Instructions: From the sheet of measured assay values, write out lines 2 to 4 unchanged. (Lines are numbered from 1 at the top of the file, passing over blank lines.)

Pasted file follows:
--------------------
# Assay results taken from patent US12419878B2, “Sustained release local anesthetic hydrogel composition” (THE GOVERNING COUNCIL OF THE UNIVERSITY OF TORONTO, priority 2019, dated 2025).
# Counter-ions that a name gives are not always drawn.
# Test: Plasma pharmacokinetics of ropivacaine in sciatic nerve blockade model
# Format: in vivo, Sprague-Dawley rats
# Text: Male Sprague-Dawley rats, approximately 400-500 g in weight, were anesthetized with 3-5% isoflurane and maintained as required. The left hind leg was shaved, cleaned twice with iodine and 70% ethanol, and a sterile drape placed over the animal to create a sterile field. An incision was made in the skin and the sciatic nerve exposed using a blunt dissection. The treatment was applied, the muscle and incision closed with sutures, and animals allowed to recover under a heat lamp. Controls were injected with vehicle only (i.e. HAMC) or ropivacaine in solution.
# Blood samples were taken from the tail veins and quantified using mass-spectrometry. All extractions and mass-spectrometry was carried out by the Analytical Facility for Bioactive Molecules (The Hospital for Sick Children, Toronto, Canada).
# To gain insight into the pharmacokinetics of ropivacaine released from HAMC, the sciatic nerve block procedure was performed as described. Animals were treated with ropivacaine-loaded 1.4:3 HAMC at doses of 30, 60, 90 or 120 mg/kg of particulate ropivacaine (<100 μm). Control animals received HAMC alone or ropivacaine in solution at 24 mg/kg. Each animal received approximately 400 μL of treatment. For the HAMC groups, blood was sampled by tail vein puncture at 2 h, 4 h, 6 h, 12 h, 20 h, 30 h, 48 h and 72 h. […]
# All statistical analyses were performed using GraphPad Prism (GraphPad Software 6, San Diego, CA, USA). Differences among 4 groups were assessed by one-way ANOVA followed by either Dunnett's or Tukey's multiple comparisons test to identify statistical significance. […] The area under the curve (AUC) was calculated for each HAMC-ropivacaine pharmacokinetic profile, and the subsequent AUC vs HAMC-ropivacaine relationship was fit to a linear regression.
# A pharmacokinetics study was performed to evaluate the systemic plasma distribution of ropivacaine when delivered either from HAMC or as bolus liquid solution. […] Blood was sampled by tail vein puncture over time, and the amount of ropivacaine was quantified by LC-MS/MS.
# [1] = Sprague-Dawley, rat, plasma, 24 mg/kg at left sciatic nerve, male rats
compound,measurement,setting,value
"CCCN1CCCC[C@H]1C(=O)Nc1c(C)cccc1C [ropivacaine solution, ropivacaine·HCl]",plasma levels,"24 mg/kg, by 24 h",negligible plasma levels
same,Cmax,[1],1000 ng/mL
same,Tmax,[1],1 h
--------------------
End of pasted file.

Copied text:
# Counter-ions that a name gives are not always drawn.
# Test: Plasma pharmacokinetics of ropivacaine in sciatic nerve blockade model
# Format: in vivo, Sprague-Dawley rats